In 1951 it was taken over by the BBC as a recording studio for live performances. "The Goon Show" and the radio versions of "Hancock's Half Hour" and "Steptoe and Son" were recorded here, although at least the first two shows were recorded at other venues during their runs. The stage also hosted live performances by "The Beatles" and "The Rolling Stones". On April 3 1967 a live Pink Floyd concert was broadcast from the theatre. [ [http://www.neptunepinkfloyd.co.uk/wiki/index.php/Timeline:1967 Pink Floyd timeline] accessed 27 Mar 2007]

When the BBC left around 1976, the theatre went dark and was in danger of demolition, but it was saved and restored to its 1907 design by impressario Robin Gonshaw, opening again in October 1987 with the musical "Girlfriends". A commercial building, Aria House, was erected above the theatre.

In 1988 the novelist and politician Jeffrey Archer bought the Playhouse for just over £1 million. The following year, the theatre was offered commercial sponsorship by a financial services' company, and for a while it was known as the MI Group Playhouse. In 1991 the Playhouse became home to the Peter Hall Company, and a number of critically and comercially successful plays were performed there, including: Tenessee Williams's "The Rose Tattoo" (1991), starring Julie Walters, and Molliere's "Tartuffe" (1991), starring Paul Eddington and Felicity Kendal. It was around this time that the basement bar area of the theatre was converted into a private restaurant, Shaws, though this didn't prove successful and the space was later converted back into a bar/cafe.

In 1992 Archer sold the Playhouse to the writer and impressario Ray Cooney for just over £2 million. That year Cooney staged the West End premier of his latest farce "It Runs in the Family" at the Playhouse. This was followed by "Jane Eyre" (1993), adapted by Fay Weldon and starring Tim Pigott-Smith; Frederick Lonsdale's "On Approval", (1994), starring Simon Ward, Martin Jarvis and Anna Carteret, and Ray Cooney's "Funny Money" in 1995.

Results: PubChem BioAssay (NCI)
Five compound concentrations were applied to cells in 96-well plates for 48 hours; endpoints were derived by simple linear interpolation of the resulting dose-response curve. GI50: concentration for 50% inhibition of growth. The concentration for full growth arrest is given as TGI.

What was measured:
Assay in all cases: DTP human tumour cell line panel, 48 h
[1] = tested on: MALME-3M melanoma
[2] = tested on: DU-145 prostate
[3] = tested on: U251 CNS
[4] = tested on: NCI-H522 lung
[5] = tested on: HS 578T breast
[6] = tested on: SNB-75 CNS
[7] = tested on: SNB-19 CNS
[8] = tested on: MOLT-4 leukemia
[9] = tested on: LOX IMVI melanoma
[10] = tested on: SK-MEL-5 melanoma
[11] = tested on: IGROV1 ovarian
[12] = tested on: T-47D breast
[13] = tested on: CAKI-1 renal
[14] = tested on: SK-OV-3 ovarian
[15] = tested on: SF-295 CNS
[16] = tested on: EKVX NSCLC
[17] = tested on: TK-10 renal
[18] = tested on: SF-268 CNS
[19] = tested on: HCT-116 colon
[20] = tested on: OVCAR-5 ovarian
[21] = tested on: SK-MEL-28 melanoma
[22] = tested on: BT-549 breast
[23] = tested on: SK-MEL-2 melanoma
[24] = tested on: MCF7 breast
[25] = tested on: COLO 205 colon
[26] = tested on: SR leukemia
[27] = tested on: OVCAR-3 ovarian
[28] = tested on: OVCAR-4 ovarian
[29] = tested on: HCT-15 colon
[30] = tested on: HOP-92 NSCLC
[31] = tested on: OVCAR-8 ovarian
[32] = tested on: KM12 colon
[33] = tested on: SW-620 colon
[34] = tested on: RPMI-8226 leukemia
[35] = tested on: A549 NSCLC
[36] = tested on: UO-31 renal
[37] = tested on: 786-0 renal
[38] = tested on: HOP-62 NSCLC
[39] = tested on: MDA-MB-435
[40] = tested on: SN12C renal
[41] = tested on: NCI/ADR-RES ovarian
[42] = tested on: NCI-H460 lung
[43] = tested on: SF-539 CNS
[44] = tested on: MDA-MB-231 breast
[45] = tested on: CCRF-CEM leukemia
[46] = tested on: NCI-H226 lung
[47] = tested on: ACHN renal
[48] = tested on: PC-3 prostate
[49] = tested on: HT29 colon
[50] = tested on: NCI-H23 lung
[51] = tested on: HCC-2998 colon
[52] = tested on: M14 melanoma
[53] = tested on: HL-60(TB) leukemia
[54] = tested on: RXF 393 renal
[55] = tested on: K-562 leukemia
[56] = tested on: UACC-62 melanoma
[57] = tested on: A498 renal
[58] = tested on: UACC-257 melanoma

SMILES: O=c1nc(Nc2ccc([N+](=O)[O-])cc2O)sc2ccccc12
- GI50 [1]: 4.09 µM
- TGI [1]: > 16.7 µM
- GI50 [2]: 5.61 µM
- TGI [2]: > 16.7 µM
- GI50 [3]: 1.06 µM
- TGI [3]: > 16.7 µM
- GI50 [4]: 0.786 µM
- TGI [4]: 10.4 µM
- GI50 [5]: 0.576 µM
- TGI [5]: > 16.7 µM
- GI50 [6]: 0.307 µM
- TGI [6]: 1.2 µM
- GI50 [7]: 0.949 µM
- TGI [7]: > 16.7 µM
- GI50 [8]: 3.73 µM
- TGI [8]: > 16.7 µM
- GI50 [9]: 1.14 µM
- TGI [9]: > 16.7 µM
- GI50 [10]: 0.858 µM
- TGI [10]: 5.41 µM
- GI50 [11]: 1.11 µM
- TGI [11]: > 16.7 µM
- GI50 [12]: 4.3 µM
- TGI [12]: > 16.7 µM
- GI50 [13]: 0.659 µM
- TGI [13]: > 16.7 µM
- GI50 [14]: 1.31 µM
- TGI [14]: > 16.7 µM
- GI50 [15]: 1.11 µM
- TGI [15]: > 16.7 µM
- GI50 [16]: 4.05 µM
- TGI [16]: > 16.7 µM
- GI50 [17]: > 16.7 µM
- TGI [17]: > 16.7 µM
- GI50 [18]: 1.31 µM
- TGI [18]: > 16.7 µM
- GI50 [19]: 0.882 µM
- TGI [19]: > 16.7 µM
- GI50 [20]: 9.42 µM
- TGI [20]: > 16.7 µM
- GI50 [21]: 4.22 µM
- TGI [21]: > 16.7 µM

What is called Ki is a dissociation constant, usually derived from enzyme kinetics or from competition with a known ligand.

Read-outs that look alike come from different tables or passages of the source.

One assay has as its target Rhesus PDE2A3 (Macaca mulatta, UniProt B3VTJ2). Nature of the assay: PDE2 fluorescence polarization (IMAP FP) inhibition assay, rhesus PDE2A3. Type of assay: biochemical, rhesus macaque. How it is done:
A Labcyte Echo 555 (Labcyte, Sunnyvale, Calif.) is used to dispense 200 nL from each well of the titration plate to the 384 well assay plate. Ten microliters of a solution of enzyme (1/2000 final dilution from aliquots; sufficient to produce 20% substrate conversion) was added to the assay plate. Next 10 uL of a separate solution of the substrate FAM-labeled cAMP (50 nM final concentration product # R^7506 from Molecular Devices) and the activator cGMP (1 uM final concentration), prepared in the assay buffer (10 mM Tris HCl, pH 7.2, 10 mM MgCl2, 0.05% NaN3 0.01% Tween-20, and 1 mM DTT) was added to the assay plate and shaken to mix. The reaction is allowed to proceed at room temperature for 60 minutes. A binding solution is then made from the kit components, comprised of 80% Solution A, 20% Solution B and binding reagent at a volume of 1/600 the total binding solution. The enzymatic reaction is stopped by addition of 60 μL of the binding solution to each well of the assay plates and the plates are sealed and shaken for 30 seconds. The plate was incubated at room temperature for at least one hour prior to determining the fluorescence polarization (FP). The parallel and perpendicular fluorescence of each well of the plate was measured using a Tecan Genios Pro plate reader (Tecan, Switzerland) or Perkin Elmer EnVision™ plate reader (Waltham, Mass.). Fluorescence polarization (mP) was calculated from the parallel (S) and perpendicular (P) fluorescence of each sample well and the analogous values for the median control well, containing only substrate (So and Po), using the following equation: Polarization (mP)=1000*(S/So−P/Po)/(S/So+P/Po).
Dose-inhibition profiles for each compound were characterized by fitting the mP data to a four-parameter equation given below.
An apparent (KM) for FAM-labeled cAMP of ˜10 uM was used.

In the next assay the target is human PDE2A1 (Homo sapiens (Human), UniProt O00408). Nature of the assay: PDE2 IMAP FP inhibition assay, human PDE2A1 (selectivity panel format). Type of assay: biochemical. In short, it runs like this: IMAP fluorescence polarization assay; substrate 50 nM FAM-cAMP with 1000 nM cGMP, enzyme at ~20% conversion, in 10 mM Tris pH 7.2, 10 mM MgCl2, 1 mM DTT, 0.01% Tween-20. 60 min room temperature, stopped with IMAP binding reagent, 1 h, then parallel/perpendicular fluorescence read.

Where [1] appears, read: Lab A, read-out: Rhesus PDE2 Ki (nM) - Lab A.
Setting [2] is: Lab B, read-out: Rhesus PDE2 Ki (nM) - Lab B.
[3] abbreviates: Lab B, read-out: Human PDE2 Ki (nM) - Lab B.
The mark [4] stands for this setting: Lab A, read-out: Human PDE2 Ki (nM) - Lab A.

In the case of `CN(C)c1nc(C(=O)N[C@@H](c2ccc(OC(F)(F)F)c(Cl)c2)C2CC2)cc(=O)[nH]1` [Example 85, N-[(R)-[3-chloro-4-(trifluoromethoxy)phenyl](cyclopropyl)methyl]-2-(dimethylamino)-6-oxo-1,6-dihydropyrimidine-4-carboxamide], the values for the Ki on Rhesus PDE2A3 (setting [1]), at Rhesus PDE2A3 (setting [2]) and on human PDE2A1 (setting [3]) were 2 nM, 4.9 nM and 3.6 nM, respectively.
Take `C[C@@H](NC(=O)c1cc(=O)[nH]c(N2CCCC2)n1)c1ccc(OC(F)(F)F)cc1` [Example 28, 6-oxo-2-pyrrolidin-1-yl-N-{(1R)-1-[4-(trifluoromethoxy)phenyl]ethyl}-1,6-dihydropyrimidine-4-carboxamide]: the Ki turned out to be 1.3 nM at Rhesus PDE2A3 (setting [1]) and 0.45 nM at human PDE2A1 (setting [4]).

Following a critically-acclaimed revival of Henrik Ibsen's "A Doll's House" in 1996, starring Janet McTeer, the theatre was sold and closed again for refurbishment, reopening in 1997 as a producing house with the West End première of Anton Chekov's "The Wood Demon". This was poorly received, and the theatre returned to life as a commercial receiving house. However, the auditorium is luxuriously decorated, with grandiose murals, caryatids, golden pillars, carved balustrades, and shining gold decoration.

Successes at the Playhouse since the late 1990s have included "Naked" (1998); J. B. Priestley's "An Inspector Calls" (2001) and "Journey's End", directed by David Grindley. American theatrical producers Ted and Norman Tulchin's Maidstone Productions purchased the theatre at the end of 2002, [ [http://www.thisistheatre.com/londontheatre/playhousetheatre.html "thisistheatre" Playhouse theatre history] accessed 28 Mar 2007] and the venue is being managed by the Ambassador Theatre Group. The Playhouse then hosted Richard Eyre's 2003 Olivier Award-winning production of "Vincent in Brixton", starring Clare Higgins; and Eyre's 2005 production of "Hedda Gabler", starring Eve Best. Megan Dodds starred in a revival of the controversial "My Name Is Rachel Corrie" in 2006. The musical "Dancing in the Streets" is playing at the theatre as of March 2007.